The key to earning more money may be switching jobs
Job hop too much and you’re likely to raise some eyebrows — but
stay in one place too long, and your income may suffer.
A new analysis from financial services company Nomura confirms what you’ve probably
always suspected: Switching jobs will probably give you a bigger
pay bump than sticking with your current employer.
Employees who changed jobs earned about 1% more year-over-year
than those who stayed with the same employer. That might not make
a huge difference for one year, but it could add up to hundreds
of thousands of dollars of lost wages over the course of your
Job switchers likely experience stronger bargaining power and
greater salary increases when more opportunities are available or
they find a new higher-paid role that better matches their
talents, according to the report.
courtesy of Nomura. Data from ADP and Atlanta Fed Wage
In addition to being good for your paycheck, the ability to
change jobs is also a measure of the overall US economy.
Voluntary employee turnover has returned to prerecession levels,
after declining between 2007 and 2010, according to the Bureau of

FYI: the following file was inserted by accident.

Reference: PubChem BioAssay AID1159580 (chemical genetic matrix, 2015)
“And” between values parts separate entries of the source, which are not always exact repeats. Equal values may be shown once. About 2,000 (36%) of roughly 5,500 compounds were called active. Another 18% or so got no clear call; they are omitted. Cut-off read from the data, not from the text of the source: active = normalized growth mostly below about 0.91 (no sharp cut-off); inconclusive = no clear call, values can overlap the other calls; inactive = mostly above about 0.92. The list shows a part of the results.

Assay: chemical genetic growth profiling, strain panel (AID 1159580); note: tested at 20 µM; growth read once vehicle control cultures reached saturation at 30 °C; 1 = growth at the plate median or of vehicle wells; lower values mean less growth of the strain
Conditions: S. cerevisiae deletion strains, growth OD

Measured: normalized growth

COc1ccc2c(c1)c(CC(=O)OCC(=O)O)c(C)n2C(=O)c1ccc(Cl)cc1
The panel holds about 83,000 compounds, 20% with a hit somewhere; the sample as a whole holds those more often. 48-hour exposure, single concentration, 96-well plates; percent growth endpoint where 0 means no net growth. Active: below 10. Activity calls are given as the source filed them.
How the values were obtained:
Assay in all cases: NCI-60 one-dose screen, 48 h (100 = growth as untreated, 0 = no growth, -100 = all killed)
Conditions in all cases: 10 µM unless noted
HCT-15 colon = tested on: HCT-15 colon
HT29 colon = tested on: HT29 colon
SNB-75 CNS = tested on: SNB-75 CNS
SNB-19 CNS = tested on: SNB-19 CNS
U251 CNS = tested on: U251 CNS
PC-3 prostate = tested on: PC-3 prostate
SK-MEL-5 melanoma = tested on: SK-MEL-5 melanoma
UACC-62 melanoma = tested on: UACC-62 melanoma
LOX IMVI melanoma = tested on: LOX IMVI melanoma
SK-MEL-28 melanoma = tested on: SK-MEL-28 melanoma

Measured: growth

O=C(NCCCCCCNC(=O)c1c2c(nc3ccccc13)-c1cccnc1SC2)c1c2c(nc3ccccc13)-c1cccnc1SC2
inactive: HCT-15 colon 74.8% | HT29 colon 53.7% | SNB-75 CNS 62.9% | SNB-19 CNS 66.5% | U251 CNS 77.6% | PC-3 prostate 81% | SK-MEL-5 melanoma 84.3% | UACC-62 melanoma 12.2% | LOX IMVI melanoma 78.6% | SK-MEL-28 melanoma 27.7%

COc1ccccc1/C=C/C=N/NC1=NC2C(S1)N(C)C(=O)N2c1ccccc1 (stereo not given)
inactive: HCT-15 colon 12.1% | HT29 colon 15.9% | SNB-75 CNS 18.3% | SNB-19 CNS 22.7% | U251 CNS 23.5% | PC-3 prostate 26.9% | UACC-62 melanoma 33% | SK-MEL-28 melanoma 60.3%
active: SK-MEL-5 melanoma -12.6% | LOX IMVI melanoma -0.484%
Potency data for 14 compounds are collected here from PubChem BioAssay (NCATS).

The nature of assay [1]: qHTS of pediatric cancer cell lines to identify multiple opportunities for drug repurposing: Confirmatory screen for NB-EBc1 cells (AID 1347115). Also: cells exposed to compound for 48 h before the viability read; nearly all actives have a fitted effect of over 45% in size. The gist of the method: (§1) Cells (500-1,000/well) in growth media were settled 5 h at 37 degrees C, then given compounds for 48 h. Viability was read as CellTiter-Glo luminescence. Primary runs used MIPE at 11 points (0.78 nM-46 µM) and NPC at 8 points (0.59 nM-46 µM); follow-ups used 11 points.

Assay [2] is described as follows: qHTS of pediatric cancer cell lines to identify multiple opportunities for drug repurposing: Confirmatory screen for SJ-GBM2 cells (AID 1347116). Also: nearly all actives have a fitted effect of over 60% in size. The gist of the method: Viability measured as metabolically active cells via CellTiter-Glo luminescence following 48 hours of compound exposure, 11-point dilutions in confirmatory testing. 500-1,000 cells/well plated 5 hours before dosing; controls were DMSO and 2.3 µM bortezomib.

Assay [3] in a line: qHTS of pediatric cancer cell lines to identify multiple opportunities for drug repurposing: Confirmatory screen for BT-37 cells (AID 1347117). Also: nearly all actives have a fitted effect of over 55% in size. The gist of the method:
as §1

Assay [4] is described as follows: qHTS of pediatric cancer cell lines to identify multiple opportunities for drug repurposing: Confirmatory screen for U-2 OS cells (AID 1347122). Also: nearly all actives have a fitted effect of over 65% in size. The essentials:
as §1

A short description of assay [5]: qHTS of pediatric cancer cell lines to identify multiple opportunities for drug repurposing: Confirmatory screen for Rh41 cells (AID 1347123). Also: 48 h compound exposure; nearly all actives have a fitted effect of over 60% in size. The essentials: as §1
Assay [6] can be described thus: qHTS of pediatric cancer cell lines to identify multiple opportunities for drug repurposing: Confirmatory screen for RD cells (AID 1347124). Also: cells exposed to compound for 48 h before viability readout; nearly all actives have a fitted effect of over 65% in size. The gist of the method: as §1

Labor Statistics’ most recent Job Openings and Labor
Turnover (JOLT) Survey.
For employees who haven’t looked for a new job in a few years, it
could be smart to strike while the iron is hot. As of June 2017,
US employers were looking to fill an all-time high of 6.2 million jobs — more than double
the 2.4 million openings
that were available in July 2009.
Not that you can’t get a big raise from your current employer.
Switching departments, for example, could land you in
a role that pays significantly more.
Even if you stay in your current position, your employer has an
incentive to keep you around. “Every second spent recruiting,
hiring, training, and developing new employees is time taken away
from your core business,” Tony Hsieh, CEO of Zappos,
previously told Business Insider.
The importance of securing big salary gains in your 20s and 30s
can’t be overlooked. Income grows a lot when you’re younger, and
tends to level off in your 40s. According to salary data, on
average, women’s earnings peak at 38 and men’s at 48.
Might be time to send out some résumés.